As Halloween approaches I thought it would be a good time to write something on the Salem Witch hysteria in Salem, Massachusetts between the months of May 1692 through October 1692. The entire incident can be traced back to two people, Tituba, a Caribbean slave woman, and Reverend Samuel Passis.
Tituba began to entertain three girls, Elizabeth Passis, Abigail Williams, and Ann Putnam with tails of black magic, spells, and fortune telling. When the girls began to exhibit strange behaviors such as fits, convulsions, contortions, outburst, delusions and hallucinations, Reverend Samuel Parris, father of Elizabeth and uncle to Abigail, called the local doctor who, unable to find a medical explanation for the odd behavior, diagnosed the girls with being possessed by witchcraft. Reverend Parris agreed and began to interrogate the girls for the name the person who had afflicted them. Soon, the girls gave in to the questioning and named the slave woman Tituba. Thus, began the witch hunt.
The first to be accused was Tituba, who confessed, next was Sarah Good, who pled innocent, and the third was Sarah Osborn, who also pled innocent. Before it was over, 182 men and women would be arrested and accused of being witches, including one four year old child, Dorcus Good.
According to the law of the day, if a person did not enter a plea, that person could not stand trial, therefore, in order to extract a confession, several forms of torture was used, the most popular being the dunking stool. The accused person would be strapped to a seat and held under water until they stopped struggling, then brought up for air just before drowning. The second most popular form was crushing. The accused would be laid naked in a shallow pit and large heavy boulders would be placed on the upper and mid torso until the person confessed or died.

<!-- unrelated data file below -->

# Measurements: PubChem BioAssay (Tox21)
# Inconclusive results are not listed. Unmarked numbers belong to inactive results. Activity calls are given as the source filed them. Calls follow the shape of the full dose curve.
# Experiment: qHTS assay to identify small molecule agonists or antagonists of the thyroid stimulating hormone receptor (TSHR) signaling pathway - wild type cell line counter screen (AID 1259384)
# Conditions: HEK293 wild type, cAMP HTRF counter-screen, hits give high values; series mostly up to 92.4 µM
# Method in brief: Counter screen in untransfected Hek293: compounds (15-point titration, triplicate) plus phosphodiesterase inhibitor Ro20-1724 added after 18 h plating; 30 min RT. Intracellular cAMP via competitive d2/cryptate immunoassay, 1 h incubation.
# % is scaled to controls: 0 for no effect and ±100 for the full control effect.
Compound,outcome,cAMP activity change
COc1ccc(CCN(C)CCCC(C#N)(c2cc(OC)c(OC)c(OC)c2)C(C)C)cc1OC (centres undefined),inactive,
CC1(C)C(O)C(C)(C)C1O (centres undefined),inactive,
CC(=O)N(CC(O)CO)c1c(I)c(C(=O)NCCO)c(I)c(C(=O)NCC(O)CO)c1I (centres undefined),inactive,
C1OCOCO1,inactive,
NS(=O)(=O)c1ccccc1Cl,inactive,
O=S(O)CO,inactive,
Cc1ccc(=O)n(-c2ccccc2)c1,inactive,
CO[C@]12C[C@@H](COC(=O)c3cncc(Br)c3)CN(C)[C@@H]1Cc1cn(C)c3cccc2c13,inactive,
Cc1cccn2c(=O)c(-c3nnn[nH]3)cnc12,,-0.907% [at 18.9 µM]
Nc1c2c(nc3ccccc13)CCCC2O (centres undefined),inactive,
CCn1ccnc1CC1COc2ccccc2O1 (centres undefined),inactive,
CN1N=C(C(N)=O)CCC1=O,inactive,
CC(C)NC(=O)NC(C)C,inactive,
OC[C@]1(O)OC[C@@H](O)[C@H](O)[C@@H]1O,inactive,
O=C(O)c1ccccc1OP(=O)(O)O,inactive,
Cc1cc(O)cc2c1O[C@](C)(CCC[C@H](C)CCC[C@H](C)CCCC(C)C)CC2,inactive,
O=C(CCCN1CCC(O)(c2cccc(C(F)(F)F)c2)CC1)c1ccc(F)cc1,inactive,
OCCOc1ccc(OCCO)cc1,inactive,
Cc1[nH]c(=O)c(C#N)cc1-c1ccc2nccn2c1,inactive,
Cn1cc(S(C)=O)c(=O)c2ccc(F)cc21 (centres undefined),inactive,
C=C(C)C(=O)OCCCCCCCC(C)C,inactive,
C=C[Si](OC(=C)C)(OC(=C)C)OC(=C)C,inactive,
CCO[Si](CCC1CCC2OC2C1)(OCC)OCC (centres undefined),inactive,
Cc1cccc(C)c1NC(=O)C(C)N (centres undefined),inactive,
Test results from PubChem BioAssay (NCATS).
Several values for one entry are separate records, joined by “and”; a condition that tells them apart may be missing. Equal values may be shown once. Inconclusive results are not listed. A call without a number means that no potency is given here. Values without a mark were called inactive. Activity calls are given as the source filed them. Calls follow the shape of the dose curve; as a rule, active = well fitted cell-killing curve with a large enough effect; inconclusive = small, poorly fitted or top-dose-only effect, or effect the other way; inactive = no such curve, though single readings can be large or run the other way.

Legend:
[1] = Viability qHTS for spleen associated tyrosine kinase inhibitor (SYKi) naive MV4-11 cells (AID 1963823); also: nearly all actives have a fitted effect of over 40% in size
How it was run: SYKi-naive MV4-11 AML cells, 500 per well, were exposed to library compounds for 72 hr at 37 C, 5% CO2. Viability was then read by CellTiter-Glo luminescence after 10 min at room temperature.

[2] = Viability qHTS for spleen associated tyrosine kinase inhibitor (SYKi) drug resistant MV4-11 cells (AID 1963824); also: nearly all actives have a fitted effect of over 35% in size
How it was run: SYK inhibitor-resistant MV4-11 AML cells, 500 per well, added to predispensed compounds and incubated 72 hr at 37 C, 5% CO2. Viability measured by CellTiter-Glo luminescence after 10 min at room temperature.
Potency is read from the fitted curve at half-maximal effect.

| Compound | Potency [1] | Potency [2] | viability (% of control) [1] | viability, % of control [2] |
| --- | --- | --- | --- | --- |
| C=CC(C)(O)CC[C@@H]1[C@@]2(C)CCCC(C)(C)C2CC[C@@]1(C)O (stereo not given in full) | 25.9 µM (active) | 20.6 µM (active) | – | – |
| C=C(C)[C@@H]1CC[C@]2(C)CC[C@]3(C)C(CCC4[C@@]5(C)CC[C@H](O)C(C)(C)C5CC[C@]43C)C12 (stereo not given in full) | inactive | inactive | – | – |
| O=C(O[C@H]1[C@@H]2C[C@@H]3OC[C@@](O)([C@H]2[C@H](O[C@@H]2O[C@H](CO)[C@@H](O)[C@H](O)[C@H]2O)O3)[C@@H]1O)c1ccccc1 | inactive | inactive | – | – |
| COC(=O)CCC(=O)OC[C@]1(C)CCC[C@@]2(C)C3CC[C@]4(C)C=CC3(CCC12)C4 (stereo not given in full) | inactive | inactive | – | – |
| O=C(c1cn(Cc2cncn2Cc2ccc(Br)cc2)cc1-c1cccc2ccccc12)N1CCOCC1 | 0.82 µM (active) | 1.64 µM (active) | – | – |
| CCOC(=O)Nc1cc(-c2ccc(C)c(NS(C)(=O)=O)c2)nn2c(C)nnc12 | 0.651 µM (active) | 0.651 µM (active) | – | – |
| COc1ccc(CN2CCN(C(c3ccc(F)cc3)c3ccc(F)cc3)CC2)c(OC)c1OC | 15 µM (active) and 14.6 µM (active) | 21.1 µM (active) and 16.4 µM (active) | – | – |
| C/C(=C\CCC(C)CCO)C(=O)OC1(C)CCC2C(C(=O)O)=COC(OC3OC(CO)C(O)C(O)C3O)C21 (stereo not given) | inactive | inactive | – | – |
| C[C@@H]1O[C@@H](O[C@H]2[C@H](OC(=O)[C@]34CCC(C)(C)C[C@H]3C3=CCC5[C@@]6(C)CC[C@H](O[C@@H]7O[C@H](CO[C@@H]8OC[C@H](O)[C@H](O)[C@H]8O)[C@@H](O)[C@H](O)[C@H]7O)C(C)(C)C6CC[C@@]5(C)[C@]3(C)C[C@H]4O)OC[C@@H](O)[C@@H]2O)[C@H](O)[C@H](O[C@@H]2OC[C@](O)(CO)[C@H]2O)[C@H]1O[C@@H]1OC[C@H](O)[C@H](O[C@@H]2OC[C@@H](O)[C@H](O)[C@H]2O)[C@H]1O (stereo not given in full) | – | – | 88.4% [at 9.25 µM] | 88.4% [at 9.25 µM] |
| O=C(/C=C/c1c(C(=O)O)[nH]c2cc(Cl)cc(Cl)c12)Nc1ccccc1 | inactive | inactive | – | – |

Of the persons convicted, 17 were hanged and one was crushed to death.
According to legend, Giles Corey, the only person crushed to death, put a curse on the present Sheriff and all subsequent Sheriffs. It is said that from that time on, every Sheriff since, has had a heart attack and died while in office, with the exception of one. Also, Giles Corey’s ghost supposedly appears before a disaster befalls the city of Salem. Residents of Salem said that they saw an apparition of the old man just before the Great Salem Fire of 1914.
The Salem witch trials ended on October 3, 1692. In five short months, 185 people were accused (141 women, 44 men), 52 women and 7 men stood trial, 26 women and 5 men were convicted, 14 women and 5 men were executed, 8 others died in prison, including one infant child; due to his mothers imprisonment.
Between 1700 – 1703, petitions were filed with the Massachusetts Governor demanding the convictions be overturned. The convictions were overturned in 1711 and reparations made to the survivors or their decedents in the amount of 578 pounds, 12 shillings.
So, what caused the girls to act so strangely? Scientists of today have learned that the strange antics could have been attributed to a fungus called claviceps purpurea fungus ergotism. This long winded fungus is the natural substance found in LSD derivatives. The fungus is found in rye, wheat and other grains, which were the main staple of the Puritan diet. A build up of this fungus in the system can cause ergot poisoning, ergot poisoning is due to ingestion of alkaloids produce by the fungus. Symptoms include: convulsions, contortions, vomiting, delusions, and hallucinations.
What can we learn from the unfortunate events of 1692? Perhaps it is this, “Those that overlook the lessons of the past, are destin to repeat it”.
Smithsonian.com/A brief history of the Salem Witch Trials/Jess Blumberg